Since the series came about by chance in my research into the Korean War, I do eventually see myself returning to that body of work. Perhaps the next project borrows some of the techniques and aesthetic from ‘Hidden Glances’, or it may go in a completely different direction. At this point, it’s way too early for me to know, and I like to keep things open so that I can allow projects to grow organically.
CB: What compels you to make the images you create?
MY: I think it’s a way for me to spend time working through all those years when I wasn’t out. My other series, ‘Ashes to Ashes, Dust to Dust’ explores my partner’s history and my process to understand where he comes from. ‘Hidden Glances’ is really about me and my own reckoning with myself. In some ways it feels deviant, other times it is liberating. I will also find myself thinking that these images of hidden glances show me that I am still not completely comfortable with my own sexuality. In certain ways, I still feel like there are parts of me that I hide.
While making this work, the challenge for me is finding a new way to take something vulgar and transform it into something seductive to a wider audience. I really love the push and pull that happens between the two layers that become one as a photograph, and how the viewer must negotiate meaning while pulling apart and piecing back together the two images.
CB: Why did you become a photographer?
MY: Aside from photography, I am a full-time teacher, but I do not teach photography. I decided to pursue photography more seriously when I realized that my entire existence for years was being given to teaching. It affords me a nice and stable life, but the creative side of my life wasn’t being nurtured. I thank my partner Erik for encouraging me to carve out more time in my life for creative work.
As for photography, there has always been something alluring about the technicality and precision involved in making a photograph. While it can be very scientific, once you learn how to use your tool, it’s up to the artist to create. Seeing the world through a rectangular or square frame seems to be something that feels right to me. In many ways, photography allows me to be creative while also holding onto the control – and I find that comforting.
CB: How do you feel about the term/label ‘photographer’ versus ‘visual storyteller’, or even ‘lens-based/non lens-based’ artist? Or do you feel labels are even important?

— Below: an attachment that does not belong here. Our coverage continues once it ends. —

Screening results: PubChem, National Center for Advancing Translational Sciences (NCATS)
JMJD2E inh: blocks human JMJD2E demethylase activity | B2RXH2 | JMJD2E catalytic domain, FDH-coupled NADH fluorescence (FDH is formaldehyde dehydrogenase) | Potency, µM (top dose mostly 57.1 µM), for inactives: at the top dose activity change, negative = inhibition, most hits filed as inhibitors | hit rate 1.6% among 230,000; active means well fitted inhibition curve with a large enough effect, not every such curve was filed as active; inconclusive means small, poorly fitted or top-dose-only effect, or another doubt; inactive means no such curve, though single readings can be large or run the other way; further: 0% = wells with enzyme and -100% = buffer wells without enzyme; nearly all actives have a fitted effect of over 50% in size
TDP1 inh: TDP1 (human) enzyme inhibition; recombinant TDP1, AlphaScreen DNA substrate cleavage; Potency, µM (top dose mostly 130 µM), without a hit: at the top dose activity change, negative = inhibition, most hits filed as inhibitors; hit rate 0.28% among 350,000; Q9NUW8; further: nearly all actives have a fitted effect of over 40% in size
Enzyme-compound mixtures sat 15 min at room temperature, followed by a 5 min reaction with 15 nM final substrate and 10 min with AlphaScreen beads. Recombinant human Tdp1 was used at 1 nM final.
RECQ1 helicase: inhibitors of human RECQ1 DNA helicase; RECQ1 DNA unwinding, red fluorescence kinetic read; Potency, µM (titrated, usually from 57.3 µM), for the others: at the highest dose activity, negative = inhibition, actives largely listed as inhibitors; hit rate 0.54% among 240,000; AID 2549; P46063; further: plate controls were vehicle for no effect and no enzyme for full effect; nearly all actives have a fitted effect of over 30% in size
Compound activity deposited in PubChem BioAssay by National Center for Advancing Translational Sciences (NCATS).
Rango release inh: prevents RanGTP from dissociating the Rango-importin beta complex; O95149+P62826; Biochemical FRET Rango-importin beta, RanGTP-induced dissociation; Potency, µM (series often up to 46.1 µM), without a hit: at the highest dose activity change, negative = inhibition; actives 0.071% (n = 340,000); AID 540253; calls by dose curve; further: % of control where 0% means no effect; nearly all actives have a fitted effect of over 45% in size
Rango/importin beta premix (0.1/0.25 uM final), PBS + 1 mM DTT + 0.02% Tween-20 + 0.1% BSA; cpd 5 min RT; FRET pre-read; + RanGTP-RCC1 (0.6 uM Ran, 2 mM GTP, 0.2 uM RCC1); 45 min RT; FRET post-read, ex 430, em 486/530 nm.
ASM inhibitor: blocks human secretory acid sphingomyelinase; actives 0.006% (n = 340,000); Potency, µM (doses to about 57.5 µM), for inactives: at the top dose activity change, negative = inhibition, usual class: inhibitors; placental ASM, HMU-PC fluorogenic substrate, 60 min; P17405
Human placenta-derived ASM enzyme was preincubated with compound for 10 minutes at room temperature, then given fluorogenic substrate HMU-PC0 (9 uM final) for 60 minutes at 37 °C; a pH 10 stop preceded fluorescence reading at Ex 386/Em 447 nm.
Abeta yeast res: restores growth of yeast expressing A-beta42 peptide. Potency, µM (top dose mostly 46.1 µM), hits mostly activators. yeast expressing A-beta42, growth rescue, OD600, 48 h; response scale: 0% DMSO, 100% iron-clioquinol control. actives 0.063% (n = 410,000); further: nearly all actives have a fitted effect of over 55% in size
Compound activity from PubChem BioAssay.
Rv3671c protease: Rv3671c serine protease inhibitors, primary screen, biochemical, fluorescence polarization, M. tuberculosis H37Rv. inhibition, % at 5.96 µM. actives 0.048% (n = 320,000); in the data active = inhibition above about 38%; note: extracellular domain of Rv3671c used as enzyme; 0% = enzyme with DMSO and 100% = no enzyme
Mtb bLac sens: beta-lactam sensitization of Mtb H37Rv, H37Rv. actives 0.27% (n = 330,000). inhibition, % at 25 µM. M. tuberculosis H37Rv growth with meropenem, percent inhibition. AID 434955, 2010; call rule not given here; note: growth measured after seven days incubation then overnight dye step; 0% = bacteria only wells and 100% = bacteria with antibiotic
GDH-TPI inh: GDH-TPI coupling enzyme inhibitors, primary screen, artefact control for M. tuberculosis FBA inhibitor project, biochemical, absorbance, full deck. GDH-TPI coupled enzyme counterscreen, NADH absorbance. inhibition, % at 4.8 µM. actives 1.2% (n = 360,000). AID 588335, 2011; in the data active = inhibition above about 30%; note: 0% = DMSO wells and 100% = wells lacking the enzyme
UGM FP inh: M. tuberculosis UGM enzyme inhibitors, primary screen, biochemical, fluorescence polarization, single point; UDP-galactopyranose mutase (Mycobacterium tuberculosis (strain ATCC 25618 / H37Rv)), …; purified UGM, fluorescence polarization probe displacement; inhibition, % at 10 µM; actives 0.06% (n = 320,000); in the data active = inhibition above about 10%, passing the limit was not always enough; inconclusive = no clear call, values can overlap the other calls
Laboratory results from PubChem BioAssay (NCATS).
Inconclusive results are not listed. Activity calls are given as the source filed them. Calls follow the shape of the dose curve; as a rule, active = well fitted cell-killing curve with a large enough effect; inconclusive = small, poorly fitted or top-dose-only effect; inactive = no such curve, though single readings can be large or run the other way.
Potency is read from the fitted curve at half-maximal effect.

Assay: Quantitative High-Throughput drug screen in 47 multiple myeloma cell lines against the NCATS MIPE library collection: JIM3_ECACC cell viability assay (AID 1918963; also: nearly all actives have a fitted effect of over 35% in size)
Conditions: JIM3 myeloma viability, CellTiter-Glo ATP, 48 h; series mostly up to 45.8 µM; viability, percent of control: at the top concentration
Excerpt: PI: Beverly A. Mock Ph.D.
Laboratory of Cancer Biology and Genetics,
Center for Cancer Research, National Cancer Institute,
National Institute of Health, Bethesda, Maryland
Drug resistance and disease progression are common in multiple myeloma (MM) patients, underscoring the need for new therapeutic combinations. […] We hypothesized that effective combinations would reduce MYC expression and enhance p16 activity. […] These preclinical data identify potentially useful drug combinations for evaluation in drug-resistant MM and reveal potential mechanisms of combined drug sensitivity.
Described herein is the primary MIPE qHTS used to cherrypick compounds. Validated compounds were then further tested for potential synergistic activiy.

MY: I love the fact that photography is taking on new forms and that there’s a push for historical practices, or the mixing of media to take the process to a different place. In many ways, I think the artistic world is becoming a lot more fluid just like people and their sexuality. Pigeonholing one into a particular medium seems too limiting these days.
CB: Which artists or photographers most inform your creative practice? And Why?
MY: The list of influences could go on forever because I am such a fan of so many photographers and artists. When I was a senior at Yale, I took my first photography course. I was late to the game, but fortunate enough to learn from Catherine Opie. Her work documenting the LGBTQ community was so honest, bold, and rooted in traditional practices that I felt comfortable allowing myself to experiment while studying with her for two semesters. Opie introduced me to a whole slew of photographers, but it was the work of Peter Hujar that she specifically recommended to me. In 2001, finding works by Hujar was difficult. It required trips to the Art & Architecture library to find a few publications of his work. Now his work is almost a household name and his works are in high demand.
Besides Opie and Hujar, other artists whom I keep looking at while making this body of work are: Alec Soth, Pacifico Silano, John Stezaker, Luigi Ghirri, Pieter Hugo, George Dureau, Richard Learoyd, Joseph Maida, Mona Kuhn, and Herbert List. It’s quite a wide range of artists, but I am inspired by how each portrays the human form in their works.
CB: What kind of stories do you wish to tell, or how do you strive to relate to an audience?
MY: I wish to tell stories that people can relate to and that also invite them to look at themselves and the world around them differently. What also inspires me about art is the dialogue an artist can have with another without the need for words. I love how images transcend language and time.
To see more of Michael Young’s work check out the Portfolio 2021 issue of F-Stop or visit: mjyoungphoto.com